Gold vs. Silver
When the United States established its currency by setting a value against gold and silver it used a ratio of 15 to 1. It took 15 ounces of silver to buy one ounce of gold. This made sense because this had been the ratio established in the market for the 400 years prior. Today, this ratio is nowhere near this historic level. Today, silver tends to fluctuate in value far more than gold.
As you can see, in some ways Gold and Silver are quite similar for our practical interests, but in others they are quite different. They both have an intrinsic value that is well recognized in almost every part of the world. And yet, there are some very fundamental differences which we should consider in order to understand the difference in holding one versus the other.
Gold is money. Because it is a symbol of wealth it is also used in jewelry, but other than that it does not have many other uses. Because it is primarily money, it is stored around the world to hold wealth and is the thing that most people most readily think about when trying to get wealth out of a fiat currency and into something real.
The price of gold to any currency does fluctuate depending upon demand and how safe people feel holding currencies, but it is also extremely stable when viewed over the long term.
Silver is also money. In fact, the local word for Silver is the same word for the local currency in 51 of the world’s countries (such as in the British Pound Sterling). An advantage that it has over gold is that a silver coin can much more easily be traded in for everyday purchases than a gold coin. As this is being written a one ounce gold coin is worth $1,132 while a one ounce silver coin is worth $17.65. Since most items that you buy cost far less than a thousand dollars, you would have to clip the coin to actually buy most things. Silver comes in much smaller increments. Of course the opposite is true if you are trying to store large amounts of savings. A large quantity of silver takes up far more space.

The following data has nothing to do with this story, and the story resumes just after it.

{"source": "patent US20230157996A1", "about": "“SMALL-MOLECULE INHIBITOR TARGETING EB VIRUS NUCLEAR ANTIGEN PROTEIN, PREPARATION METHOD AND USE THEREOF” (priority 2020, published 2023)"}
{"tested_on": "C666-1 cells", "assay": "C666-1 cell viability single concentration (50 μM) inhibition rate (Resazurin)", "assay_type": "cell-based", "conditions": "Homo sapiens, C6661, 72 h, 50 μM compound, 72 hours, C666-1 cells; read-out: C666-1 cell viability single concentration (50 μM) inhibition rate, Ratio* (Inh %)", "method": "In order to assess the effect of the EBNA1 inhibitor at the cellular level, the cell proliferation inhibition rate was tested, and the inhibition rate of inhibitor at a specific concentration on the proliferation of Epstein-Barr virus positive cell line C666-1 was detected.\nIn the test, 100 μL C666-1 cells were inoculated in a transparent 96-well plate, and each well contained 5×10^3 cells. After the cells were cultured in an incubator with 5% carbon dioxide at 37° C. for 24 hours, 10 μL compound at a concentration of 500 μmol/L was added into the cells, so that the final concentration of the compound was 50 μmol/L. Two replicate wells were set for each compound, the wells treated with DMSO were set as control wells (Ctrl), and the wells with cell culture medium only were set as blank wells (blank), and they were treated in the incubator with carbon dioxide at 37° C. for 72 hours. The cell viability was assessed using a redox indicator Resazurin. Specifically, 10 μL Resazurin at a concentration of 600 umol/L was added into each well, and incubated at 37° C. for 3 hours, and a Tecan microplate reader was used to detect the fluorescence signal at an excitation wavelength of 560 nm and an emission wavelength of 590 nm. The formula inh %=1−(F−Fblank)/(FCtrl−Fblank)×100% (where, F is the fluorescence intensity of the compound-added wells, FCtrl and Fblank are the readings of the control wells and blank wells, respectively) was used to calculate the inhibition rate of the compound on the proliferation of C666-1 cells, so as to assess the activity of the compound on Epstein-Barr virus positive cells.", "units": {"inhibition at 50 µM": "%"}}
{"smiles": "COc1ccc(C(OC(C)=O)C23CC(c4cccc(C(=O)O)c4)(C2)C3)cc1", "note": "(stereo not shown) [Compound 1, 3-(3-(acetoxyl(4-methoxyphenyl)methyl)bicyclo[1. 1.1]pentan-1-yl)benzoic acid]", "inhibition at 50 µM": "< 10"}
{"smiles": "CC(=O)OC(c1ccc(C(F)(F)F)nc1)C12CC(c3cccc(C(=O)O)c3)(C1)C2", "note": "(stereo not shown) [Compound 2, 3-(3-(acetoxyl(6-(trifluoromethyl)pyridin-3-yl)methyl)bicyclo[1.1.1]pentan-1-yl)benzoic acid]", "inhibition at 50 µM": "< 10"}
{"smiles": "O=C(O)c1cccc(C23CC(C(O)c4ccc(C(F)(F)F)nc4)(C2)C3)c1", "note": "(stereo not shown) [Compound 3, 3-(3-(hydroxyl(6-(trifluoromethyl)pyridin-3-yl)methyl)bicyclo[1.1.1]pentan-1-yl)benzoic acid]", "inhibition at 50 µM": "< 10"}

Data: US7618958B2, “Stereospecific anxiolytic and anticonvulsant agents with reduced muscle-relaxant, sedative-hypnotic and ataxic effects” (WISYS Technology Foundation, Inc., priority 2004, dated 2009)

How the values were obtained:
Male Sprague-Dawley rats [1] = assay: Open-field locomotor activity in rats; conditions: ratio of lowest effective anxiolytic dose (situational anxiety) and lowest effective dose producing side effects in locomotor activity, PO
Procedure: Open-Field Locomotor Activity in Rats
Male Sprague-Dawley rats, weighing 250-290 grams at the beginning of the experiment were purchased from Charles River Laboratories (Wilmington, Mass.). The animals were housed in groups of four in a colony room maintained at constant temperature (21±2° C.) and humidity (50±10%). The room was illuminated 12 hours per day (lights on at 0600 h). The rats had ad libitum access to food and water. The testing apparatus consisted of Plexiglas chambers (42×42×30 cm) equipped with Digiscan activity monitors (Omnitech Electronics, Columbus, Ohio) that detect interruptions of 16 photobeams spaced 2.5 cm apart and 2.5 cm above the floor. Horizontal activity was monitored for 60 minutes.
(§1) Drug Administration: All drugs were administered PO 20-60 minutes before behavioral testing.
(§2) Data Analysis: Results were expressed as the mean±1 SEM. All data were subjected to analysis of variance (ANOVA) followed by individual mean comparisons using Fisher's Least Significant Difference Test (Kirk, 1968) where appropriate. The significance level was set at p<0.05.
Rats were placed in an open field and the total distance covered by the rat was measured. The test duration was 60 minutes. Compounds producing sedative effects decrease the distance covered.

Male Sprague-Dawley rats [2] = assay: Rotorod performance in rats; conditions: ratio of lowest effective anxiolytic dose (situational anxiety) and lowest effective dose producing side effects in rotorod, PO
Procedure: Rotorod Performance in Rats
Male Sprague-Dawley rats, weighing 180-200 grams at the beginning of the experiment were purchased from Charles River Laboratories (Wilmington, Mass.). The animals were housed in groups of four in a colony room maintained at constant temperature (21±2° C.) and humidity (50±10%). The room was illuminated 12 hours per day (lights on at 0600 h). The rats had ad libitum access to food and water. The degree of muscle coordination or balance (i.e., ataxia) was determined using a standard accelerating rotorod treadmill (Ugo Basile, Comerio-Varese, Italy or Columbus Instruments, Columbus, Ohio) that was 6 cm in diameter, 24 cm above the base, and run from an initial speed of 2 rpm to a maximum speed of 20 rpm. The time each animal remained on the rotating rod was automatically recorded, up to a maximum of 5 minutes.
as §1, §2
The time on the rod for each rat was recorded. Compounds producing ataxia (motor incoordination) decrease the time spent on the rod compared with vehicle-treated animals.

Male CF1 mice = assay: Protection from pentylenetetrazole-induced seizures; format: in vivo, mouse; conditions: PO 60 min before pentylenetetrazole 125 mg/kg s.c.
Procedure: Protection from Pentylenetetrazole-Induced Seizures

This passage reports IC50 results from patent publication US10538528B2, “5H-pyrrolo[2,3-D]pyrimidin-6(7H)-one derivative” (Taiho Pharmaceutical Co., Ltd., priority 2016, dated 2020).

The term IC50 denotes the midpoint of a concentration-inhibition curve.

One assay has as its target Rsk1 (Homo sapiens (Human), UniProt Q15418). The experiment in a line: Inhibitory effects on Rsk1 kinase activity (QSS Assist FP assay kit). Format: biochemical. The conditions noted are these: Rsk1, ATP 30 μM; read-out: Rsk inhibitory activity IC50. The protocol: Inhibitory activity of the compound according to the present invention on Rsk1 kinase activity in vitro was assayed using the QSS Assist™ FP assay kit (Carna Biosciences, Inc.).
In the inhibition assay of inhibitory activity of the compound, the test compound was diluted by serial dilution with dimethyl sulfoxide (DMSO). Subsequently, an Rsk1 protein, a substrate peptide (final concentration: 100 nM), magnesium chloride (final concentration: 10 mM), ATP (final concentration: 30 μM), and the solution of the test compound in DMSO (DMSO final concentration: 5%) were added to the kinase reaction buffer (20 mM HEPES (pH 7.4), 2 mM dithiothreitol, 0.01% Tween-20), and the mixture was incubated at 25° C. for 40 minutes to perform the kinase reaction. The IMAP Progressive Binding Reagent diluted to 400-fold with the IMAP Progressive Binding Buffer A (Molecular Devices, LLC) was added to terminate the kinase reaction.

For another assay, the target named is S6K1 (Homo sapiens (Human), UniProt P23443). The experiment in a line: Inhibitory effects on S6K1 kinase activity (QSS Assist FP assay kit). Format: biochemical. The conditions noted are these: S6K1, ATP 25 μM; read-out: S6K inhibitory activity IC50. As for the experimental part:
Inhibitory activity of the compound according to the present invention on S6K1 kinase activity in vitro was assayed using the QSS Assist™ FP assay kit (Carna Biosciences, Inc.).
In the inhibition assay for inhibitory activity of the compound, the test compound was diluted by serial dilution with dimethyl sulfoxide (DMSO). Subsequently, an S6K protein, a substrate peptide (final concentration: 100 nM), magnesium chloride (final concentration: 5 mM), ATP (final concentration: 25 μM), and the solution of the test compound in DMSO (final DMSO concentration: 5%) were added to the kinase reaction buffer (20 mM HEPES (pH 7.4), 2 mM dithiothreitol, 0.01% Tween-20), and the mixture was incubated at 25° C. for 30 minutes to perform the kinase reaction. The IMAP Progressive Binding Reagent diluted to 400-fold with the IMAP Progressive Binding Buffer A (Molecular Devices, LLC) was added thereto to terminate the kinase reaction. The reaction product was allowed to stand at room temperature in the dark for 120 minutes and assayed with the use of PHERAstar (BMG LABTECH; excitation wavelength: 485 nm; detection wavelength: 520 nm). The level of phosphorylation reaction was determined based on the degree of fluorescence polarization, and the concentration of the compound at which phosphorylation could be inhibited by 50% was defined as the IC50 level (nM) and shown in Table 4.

Silver is not just money though. It is also used for many industrial purposes and those uses seem to be increasing. Hospitals use bandages that have silver in them to cover wounds and burns to fight infection. Many new workout shirts have silver in them for similar reasons. Silver has always been used in film, but this seems to be a dying industry.
Because of these uses, almost all of the silver ever mined in the world has been used up and is gone. The United States used to stock pile silver just as they do gold, but began selling it off until they ran out in the year 2000. Most other public stockpiles are also gone. And most all of the silver being mined today is used for industrial purposes. If demand for silver increases, it could shoot to the moon and usually does in times when people become fearful of holding fiat currencies.
For these reasons, we do believe that silver will probably outperform gold against the Dollar in the years ahead. However, silver is far more volatile than gold. It is a market which swings wildly, so although it could greatly increase your savings relative to those around you, it could also obliterate them quickly, so you should seek a balanced approach to holding silver.
Photo credit: pbarnhart_cedarpark